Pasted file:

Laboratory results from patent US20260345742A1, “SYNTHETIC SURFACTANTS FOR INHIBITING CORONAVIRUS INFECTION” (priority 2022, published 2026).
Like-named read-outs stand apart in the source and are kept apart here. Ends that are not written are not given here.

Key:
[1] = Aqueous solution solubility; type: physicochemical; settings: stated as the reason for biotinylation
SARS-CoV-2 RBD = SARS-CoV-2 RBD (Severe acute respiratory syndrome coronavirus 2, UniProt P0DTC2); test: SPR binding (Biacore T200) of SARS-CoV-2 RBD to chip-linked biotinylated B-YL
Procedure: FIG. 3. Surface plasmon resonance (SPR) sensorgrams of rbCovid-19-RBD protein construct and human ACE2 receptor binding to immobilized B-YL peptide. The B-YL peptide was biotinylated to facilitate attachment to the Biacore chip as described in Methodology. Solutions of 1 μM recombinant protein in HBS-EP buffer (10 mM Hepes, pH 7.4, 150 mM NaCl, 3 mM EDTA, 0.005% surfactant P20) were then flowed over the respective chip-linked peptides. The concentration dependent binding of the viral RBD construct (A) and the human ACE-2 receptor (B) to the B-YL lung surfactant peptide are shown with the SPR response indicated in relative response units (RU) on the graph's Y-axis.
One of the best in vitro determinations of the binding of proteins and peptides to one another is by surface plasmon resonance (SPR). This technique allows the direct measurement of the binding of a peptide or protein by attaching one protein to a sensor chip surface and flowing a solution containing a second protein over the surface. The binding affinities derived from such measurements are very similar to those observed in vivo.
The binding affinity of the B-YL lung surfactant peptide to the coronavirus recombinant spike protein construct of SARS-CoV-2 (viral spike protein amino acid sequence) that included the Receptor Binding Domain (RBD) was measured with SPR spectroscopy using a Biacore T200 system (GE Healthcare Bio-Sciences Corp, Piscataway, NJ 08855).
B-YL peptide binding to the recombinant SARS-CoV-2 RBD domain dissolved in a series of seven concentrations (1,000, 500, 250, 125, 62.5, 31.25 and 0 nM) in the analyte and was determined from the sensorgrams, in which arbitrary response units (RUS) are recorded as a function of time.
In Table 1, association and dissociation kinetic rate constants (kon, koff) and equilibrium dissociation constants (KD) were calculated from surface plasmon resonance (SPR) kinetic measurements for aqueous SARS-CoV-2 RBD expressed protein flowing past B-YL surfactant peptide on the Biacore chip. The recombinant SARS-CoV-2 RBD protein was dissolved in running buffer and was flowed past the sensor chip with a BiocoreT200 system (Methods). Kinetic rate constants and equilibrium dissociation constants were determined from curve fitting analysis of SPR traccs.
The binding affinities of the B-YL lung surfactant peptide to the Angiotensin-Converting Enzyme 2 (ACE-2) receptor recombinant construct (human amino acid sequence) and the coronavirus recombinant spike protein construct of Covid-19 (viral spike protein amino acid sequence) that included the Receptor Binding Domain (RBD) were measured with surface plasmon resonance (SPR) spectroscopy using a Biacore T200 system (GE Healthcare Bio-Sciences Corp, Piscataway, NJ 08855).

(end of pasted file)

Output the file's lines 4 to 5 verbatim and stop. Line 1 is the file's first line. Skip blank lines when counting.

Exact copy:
[1] = Aqueous solution solubility; type: physicochemical; settings: stated as the reason for biotinylation
SARS-CoV-2 RBD = SARS-CoV-2 RBD (Severe acute respiratory syndrome coronavirus 2, UniProt P0DTC2); test: SPR binding (Biacore T200) of SARS-CoV-2 RBD to chip-linked biotinylated B-YL